Thousands of sailors who lost their lives in the biggest naval battle of the First World War have been remembered in a series of events 100 years to the day of the engagement.
David Cameron, Nicola Sturgeon and the Princess Royal joined descendants of those who fought at the Battle of Jutland for services on Orkney to remember the 8,648 seamen who died in the most decisive sea engagement of the war.
It came on the centenary of the battle when British and German ships engaged in a 36-hour conflict off the coast of Denmark which led to the devastating losses and changed the course of the war.
British and German military bands played and crowds lined the street as the Prime Minister arrived at St Magnus Cathedral in Kirkwall with the Scottish First Minister for the first service of the day.
Labour’s shadow defence secretary Emily Thornberry and local Lib Dem MP Alistair Carmichael joined other politicians, government ministers and naval officers to pay tribute at the UK’s most northerly cathedral.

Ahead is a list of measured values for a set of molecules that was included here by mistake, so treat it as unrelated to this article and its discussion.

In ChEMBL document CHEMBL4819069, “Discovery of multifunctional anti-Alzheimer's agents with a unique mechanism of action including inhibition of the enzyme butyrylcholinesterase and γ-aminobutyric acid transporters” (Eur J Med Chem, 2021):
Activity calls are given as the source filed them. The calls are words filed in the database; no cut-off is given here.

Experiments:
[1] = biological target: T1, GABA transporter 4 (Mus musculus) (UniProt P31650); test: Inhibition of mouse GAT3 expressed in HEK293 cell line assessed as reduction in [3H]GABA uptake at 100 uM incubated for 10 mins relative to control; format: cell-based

Guests and descendants later travelled by boat to Lyness Cemetery on the island of Hoy – the final resting place for more than 450 service personnel who died in the war, including sailors killed at Jutland.
The cemetery stands close to Scapa Flow, from where the British Grand Fleet set out for the Jutland Bank to repel the German High Seas Fleet attempting to break a British blockade.
A remembrance service was also held at sea where British and German naval representatives scattered poppies and forget-me-nots – the German flower of remembrance – into the North Sea at Jutland Bank where some of the downed ships still sit on the seabed.
A message from the Duke of Edinburgh, who was unable to attend on medical advice, was carried in the order of service for the commemorations.
Philip said: “Whatever the judgment on the outcome, the commemoration of the centenary of the battle is focused on the endurance and gallantry of all those who took part, on both sides, and particularly on those who lost their lives.
“War may be senseless and the Battle of Jutland may have been inconclusive, but there can be no doubt that their sacrifice was not in vain.”
Anne represented the Royal Family at the memorial and arrived with German president Joachim Gauck.
During the service, led by minister Fraser MacNaughton of St Magnus, the Prime Minister read from the Song of Songs while descendants and officers from the British and German Navy read diary extracts from officers who fought in the battle.